Bio: Josie is an Economics major at Brigham Young University. On campus, she is involved in the Students for International Development group, the Anti-Human Trafficking Club, Alpha Tutoring, Women's Services and Resources, and Girl Up! Josie’s research focuses on Poverty and Education.
Rethinking Teenage Programs: Mentoring Low Income Youth
Courtney Seale, Brigham Young University
Abstract: Our research was based on a Designing Community-based Interventions course in which we worked in a low-income community in Provo. Rather than a traditional classroom experience, the research done and course of the project was self-led and self-directed with instructors acting as advisors rather than leaders. For our project, we focused on understanding the needs of teenagers in the community. Drawing on existing research that has shown that mentoring relationships between teenagers and adults improve their mental state and likelihood of graduating high school (Ho 2017) as well as research that has shown that physical activity helps build camaraderie and focus on academics which are both necessary for this community (Edwards 2012), we designed a teenager focused study hall with a combination of recreational sports. We co-developed this program with the community, based on three months of ethnographic research in the community, and we employed an empathy-based design approach in designing this program. This was achieved through spending over forty hours in the community observing and interacting with members of the community while also holding more formalized interviews with several teenagers. Both allowed us to design according to actual needs and wants of the community. Our goal is that through this intervention more teenagers will become involved with the South Franklin Community Center with a sense of belonging and can positively prepare for post-secondary education life.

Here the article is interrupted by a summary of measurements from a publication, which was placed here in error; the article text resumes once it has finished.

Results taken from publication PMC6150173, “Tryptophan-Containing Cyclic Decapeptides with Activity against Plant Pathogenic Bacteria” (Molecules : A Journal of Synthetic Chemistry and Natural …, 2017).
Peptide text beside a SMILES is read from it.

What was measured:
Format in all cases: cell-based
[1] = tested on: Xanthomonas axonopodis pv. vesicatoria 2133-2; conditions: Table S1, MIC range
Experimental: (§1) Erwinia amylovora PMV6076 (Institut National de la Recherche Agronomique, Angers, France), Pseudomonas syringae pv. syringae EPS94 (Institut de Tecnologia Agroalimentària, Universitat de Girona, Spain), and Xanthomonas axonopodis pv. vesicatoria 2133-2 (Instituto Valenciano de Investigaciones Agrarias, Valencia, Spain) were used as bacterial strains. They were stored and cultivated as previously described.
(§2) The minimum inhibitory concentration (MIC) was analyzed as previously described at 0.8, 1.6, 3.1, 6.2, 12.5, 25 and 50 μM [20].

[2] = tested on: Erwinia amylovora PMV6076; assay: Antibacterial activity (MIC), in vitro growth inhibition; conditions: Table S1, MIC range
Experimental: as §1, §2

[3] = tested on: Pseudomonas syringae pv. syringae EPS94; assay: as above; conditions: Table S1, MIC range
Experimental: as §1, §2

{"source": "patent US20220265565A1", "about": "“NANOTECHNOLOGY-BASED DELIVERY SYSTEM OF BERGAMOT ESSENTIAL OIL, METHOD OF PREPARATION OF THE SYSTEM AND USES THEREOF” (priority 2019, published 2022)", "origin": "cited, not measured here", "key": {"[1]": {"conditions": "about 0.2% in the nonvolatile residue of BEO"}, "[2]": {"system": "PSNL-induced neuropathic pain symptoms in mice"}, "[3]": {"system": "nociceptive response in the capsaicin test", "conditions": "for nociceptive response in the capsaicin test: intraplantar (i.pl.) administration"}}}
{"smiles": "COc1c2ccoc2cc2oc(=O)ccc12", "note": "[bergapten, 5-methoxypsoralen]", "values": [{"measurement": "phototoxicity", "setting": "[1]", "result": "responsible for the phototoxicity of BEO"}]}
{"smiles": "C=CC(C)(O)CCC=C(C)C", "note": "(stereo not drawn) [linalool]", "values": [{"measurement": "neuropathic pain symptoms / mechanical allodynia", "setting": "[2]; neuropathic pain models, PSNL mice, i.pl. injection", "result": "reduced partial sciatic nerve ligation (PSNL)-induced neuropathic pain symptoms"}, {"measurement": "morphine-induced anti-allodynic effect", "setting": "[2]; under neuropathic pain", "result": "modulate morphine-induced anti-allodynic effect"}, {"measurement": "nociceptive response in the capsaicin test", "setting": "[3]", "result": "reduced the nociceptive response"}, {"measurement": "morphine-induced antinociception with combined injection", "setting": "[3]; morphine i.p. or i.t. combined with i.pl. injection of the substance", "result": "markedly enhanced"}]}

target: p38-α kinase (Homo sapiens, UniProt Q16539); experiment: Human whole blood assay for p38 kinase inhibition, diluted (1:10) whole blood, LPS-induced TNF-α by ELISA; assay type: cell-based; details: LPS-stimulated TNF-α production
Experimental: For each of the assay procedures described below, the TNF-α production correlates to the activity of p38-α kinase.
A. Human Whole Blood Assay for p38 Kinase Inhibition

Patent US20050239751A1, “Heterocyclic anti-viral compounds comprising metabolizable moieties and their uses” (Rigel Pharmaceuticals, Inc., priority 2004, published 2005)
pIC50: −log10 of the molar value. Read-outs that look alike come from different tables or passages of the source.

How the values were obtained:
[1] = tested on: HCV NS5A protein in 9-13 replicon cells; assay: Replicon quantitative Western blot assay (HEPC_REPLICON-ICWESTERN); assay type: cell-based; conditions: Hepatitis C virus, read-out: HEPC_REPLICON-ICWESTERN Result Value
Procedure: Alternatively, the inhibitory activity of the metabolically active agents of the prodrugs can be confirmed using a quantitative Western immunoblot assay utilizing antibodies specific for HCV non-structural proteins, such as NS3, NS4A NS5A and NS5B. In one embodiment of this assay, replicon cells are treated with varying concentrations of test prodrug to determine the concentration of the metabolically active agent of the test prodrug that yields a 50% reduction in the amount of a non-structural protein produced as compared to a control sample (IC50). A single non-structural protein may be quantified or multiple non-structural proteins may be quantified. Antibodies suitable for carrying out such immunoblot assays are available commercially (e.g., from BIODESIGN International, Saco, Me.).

Assessing the Impact of Early Marriage and Education on Syrian Refugee Girls’ Hopefulness in Jordan
Cora Neudeck, Harvard University
Abstract: Due to exacerbated poverty and vulnerability, child marriage rates amongst Syrian refugee girls living in Jordan have tripled since the conflict began, today representing 36% of all marriages that occur amongst Syrian girls in Jordan (Save the Children Fund, 2014; Aljazeera, 2018). Driven by a desire to protect their daughters from poverty and sexual and gender-based violence (SGBV), parents have been shown to marry their daughters as early as age 11, despite existing Jordanian legal restrictions and international human rights law that establishes the inability of these girls to properly consent (CRC, 1979; CEDAW, 1989). Globally, child marriage has been shown to have great impacts on the girls involved – making them much more likely to lose access to education, social support networks, and opportunities for economic improvement (Girls Not Brides, 2018; International Center for Research on Women, 2018). It has also been shown to lead to greater instances of marginalization and partner violence, with data showing that up to 60% of reported victims of violence are girls in child marriages (Jordanian Higher Population Council, 2017). This is further worsened by the high spousal age gap that exists, with 16.2% of marriages in Syrian refugee girls in Jordan occurring with a husband that is 15 years or older than them (UNICEF, 2014). Little research has been done on the impacts that forced child marriage has on these girls' mental health in this post-conflict setting, especially in combination with their lack of access to education. This study researches the link between child marriage and lack of access to education to hope of Syrian refugee girls in Jordan in order to see which avenues are most impactful for humanitarian intervention, hopefully preventing a "lost generation" of Syrian refugee adolescent girls.